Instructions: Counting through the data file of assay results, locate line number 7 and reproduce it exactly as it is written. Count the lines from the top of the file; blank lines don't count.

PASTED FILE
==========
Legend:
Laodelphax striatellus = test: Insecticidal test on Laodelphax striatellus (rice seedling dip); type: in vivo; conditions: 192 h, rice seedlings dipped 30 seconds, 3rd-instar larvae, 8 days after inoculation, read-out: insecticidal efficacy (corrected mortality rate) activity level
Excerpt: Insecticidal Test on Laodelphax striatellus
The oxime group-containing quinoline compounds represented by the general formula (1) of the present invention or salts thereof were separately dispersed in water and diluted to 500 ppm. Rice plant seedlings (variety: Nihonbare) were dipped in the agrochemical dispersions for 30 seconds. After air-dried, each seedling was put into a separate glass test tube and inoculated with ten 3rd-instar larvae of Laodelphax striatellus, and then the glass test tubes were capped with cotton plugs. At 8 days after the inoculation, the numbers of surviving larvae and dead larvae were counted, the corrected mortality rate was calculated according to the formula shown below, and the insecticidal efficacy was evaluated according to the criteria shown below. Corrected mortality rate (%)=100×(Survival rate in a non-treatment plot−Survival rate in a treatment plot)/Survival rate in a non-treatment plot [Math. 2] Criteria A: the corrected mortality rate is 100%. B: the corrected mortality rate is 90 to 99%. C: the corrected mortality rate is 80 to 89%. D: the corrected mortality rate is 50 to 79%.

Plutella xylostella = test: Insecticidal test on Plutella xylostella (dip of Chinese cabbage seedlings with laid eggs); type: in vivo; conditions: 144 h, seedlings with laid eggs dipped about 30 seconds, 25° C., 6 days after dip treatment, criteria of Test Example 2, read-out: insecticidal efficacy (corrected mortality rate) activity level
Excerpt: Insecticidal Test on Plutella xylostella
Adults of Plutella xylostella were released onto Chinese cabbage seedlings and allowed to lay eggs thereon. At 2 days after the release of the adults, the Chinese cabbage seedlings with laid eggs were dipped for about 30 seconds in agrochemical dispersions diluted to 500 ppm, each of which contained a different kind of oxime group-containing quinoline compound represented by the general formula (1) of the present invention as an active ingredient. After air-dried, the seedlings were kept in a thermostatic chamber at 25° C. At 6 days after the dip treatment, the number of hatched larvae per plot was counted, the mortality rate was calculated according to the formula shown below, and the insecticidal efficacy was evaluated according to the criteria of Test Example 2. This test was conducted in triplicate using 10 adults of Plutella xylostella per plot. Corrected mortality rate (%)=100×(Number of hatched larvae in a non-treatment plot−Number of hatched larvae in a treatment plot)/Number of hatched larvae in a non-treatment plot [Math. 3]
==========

Adults of Plutella xylostella were released onto Chinese cabbage seedlings and allowed to lay eggs thereon. At 2 days after the release of the adults, the Chinese cabbage seedlings with laid eggs were dipped for about 30 seconds in agrochemical dispersions diluted to 500 ppm, each of which contained a different kind of oxime group-containing quinoline compound represented by the general formula (1) of the present invention as an active ingredient. After air-dried, the seedlings were kept in a thermostatic chamber at 25° C. At 6 days after the dip treatment, the number of hatched larvae per plot was counted, the mortality rate was calculated according to the formula shown below, and the insecticidal efficacy was evaluated according to the criteria of Test Example 2. This test was conducted in triplicate using 10 adults of Plutella xylostella per plot. Corrected mortality rate (%)=100×(Number of hatched larvae in a non-treatment plot−Number of hatched larvae in a treatment plot)/Number of hatched larvae in a non-treatment plot [Math. 3]